Editor’s Note: This article was originally published in the February 2015 edition of DOTmed® HealthCareBusiness News and is republished here with permission.
The concept of value-added radiology (VAR) embraces a number of objectives — from initial involvement with care team physicians in determining the correct study to order, to improving the quality of the interpretation and turnaround time. This VAR concept coincides with the shift in radiology from volume- to value-based reimbursement. Perhaps a more fundamental point of VAR should be elevating the radiologist’s role above merely interpreting the imaging study…basically interpreting the study in a more holistic (and accountable) manner and not based on the images alone.
To be more involved through the entire process, what the radiologist needs is easy and rapid access to the clinical information on the patient that is relevant to the radiology study and therefore context sensitive.
Unfortunately, radiologists are frequently limited from seeing the broad range of clinically relevant information related to the patient’s condition. Most PACS can only provide access to those prior radiology reports and associated images that are stored on the specific PACS being used. The PACS might additionally provide access to the electronic forms or scanned documents containing procedural notes, calculations and measurements that were contributed by the technologist.
The scanned documents typically contain only that clinically relevant information collected during the patient’s visit to the department. In addition to the PACS, the Radiology Information System may provide access to the original order and thus the reasons for the requested study, and perhaps a summary of the patient’s history. That’s it!
Even when the above information is accessible, searching through an unstructured collection of electronic documents in the PACS or the RIS to discover more than the reason for the order is often considered by many radiologists to be too cumbersome and time-consuming to be worth the effort.
In any case, the real source of the patient’s longitudinal clinical information is the EMR, where the radiologist could discover the patient’s complete medical history, the care summaries, results from imaging procedures beyond radiology as well as non-imaging procedures (i.e. pathology), lab results, surgical history, etc.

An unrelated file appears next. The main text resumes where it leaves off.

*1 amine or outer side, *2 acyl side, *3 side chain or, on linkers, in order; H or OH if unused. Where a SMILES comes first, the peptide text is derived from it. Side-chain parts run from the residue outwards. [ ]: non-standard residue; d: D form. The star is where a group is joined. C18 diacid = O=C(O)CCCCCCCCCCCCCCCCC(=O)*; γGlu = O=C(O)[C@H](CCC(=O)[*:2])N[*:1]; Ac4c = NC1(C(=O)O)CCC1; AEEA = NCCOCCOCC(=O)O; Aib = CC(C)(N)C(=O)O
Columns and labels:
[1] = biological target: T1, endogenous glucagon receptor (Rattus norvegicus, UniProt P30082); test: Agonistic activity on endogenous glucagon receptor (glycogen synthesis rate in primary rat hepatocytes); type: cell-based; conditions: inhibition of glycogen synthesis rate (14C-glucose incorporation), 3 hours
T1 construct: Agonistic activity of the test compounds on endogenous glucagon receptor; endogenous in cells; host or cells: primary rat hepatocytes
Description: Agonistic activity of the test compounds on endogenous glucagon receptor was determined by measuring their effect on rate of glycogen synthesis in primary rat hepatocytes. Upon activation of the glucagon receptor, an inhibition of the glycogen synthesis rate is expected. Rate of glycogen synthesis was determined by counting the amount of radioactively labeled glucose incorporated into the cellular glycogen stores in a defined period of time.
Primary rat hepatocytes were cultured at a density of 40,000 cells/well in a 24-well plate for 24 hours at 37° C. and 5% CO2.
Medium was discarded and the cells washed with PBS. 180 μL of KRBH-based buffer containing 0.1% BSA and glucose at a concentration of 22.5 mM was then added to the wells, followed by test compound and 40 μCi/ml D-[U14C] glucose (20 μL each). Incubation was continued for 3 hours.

While the EMR is a vast repository of clinical data, like a three-ring binder of information organized by tabs, this data is frequently not accessible through the radiologist’s diagnostic workstation, and logging into the EMR directly makes the process of accessing and searching for patient-specific information a burden on the radiologist.
Beyond that, most radiologists are used to working in a highly visual and efficient environment (very few clicks). This is in direct contrast to the way the radiologist would have to consume data from an EMR, which is highly textual and a click-heavy user experience.
What the radiologist needs is a concise summary of the patient’s clinical information that is relevant to the specific radiology procedure about to be interpreted. This “clinical summary” should be automatically presented to the radiologist within a display window of the diagnostic workstation. The following two examples illustrate how this would contribute to the concept of VAR, by improving diagnosis and potentially sparing unnecessary exams or an invasive procedure (e.g. biopsy), potential future complications, etc.
A patient is referred to radiology for a CT of the abdomen to rule out liver cancer due to multiple hepatic masses visualized. Having access to the relevant lab results and vital signs would allow the radiologist to discover that the patient has fever and elevated WBC, which changes the diagnosis from cancer to infection and prevents unnecessary costs and discomfort of hospitalization and liver biopsy.
An ED patient with chest pain and a negative ECG is referred to radiology for a chest CT angiography to rule out aortic dissection because of family history of heart disease. Access to the relevant patient record data such as allergies, clinical notes and medications would reveal this patient has active UTI (Urinary Tract Infection) and was given a type of penicillin to treat this condition, although the patient is allergic to penicillin. Having an easy way to consume this data from within the diagnostic radiology application would allow the radiologist to provide a more accurate, high-quality diagnosis.